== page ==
The new cogeneration and waste-to-energy plant built by IREN in Turin, Italy. This low carbon emission plant is used for the largest district-heating network in Italy and will save 135,000 tons of CO2 each year. Credits: Simone Tramonte / Climate Visuals Countdown (creative commons)

Under these conditions, the circular economy is certainly a promising model of development.  It aims to generate wealth while reducing cities’ material demand. It does so by focusing on the reuse of all valuable materials in cities; all that is discarded or not in use anymore. Because of this ambition, the circular economy became very popular.

The model links urban economic development with the ambition to reduce material demands. It promises a localization of value chains, bringing forward a new sector of urban productions and manufacturing. It is a project of post-industrial revival of cities. It also promises to generate economic value from something that has little value but is available excessively in cities – waste. Finally, its charisma springs from the fact that, to succeed, it needs a cultural shift in consumption. People must buy better, discard less.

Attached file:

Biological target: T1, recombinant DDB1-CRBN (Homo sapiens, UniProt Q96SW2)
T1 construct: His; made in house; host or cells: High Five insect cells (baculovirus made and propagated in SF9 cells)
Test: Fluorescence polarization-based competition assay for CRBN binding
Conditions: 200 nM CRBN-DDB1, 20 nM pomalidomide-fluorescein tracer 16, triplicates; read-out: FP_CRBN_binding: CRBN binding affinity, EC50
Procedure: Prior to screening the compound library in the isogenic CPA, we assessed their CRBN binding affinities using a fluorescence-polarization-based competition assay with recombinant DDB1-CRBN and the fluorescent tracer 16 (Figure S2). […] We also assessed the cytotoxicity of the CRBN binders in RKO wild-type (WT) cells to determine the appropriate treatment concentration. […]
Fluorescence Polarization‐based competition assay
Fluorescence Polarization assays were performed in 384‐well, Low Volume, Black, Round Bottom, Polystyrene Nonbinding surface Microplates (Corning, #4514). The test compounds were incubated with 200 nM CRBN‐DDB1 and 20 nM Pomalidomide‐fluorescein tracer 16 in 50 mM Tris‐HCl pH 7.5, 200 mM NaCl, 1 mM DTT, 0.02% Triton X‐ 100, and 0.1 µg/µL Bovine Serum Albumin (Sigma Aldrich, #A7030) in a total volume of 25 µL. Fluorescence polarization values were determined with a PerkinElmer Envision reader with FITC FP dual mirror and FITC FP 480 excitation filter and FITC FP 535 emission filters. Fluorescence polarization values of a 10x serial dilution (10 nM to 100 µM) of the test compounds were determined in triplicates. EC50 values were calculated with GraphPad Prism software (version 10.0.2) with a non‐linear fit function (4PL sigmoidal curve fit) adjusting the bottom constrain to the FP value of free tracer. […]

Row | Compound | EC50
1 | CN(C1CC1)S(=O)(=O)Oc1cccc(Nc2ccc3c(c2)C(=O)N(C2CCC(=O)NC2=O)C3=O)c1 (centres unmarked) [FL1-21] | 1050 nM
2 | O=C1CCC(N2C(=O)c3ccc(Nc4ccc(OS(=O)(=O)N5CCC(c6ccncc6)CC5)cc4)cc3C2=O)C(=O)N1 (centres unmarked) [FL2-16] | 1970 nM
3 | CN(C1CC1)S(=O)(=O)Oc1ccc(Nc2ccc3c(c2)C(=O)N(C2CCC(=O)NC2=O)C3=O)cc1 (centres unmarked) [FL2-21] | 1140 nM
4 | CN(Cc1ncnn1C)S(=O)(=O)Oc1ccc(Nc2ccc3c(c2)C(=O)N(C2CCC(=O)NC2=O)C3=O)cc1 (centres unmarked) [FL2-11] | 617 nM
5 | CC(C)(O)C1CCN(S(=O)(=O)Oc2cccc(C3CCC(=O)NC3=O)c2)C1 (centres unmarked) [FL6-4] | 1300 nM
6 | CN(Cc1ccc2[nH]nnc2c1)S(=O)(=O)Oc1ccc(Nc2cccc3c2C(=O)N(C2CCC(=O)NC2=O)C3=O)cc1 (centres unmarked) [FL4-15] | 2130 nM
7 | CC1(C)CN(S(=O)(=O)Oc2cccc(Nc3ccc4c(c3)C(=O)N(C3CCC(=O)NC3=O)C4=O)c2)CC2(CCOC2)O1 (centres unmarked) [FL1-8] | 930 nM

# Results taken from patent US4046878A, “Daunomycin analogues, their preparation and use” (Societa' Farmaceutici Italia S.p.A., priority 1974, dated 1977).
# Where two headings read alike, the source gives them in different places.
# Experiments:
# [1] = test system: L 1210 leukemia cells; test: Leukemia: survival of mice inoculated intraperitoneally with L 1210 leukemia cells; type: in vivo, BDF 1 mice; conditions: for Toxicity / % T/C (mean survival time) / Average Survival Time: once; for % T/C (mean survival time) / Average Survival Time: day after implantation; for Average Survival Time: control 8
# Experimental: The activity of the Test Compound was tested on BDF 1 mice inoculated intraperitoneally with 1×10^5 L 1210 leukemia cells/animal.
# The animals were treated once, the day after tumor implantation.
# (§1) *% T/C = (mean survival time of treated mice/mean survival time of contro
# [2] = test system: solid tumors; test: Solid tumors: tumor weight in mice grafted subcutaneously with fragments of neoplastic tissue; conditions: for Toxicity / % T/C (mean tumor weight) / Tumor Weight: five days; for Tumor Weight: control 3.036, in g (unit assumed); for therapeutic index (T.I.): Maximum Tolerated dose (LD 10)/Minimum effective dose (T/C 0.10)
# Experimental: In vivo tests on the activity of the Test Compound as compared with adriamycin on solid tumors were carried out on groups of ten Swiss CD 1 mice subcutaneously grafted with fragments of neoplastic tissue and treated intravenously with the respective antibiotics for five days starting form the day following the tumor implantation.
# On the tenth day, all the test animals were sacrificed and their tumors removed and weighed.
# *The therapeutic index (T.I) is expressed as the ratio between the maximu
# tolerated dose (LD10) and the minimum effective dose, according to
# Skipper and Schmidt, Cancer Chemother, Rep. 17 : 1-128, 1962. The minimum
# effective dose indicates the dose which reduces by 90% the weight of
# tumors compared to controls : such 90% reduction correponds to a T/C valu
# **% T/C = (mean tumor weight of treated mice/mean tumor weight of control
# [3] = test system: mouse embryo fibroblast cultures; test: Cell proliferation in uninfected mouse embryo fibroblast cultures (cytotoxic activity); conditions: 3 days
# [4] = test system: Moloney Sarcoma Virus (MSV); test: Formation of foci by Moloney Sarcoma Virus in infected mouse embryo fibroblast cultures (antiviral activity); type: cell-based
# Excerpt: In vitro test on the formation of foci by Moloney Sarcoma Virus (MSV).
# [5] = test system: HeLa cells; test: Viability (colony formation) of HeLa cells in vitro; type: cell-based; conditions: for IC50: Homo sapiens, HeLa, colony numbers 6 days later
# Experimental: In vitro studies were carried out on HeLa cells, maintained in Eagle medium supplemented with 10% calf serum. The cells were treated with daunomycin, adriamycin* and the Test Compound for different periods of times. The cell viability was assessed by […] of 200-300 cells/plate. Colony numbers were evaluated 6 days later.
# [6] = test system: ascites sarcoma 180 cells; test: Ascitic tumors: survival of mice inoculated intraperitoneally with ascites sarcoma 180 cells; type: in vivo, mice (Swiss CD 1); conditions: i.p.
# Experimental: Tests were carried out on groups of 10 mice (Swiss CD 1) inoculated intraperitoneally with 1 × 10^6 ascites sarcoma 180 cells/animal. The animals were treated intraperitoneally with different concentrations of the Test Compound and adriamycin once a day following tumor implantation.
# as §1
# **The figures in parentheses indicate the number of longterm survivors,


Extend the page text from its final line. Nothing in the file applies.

The common ‘butterfly’ graph of the McArthur foundation shows that the inner circles of circular production and consumption are also those with the highest economic value. By circulation of waste, cities can generate economic wealth.